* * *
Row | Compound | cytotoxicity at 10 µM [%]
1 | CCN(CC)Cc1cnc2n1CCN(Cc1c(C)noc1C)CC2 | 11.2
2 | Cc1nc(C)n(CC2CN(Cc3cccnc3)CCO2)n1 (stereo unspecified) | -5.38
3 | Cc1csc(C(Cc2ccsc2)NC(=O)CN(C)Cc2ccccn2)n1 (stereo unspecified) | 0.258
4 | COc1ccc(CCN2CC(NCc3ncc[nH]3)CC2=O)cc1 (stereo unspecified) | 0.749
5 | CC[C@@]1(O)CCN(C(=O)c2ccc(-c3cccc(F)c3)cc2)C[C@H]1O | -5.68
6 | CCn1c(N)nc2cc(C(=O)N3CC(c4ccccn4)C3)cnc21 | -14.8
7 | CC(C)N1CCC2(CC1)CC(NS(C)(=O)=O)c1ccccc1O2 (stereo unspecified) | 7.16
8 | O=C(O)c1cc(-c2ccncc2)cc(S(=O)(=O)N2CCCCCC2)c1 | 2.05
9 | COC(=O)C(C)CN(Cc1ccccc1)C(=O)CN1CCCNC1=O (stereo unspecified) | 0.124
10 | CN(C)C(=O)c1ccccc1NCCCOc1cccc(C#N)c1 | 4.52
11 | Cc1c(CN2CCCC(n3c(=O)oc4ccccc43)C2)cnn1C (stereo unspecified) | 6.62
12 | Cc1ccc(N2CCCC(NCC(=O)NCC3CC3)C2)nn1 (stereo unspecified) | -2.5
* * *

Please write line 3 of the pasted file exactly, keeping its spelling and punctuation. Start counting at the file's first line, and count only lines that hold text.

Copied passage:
2 | Cc1nc(C)n(CC2CN(Cc3cccnc3)CCO2)n1 (stereo unspecified) | -5.38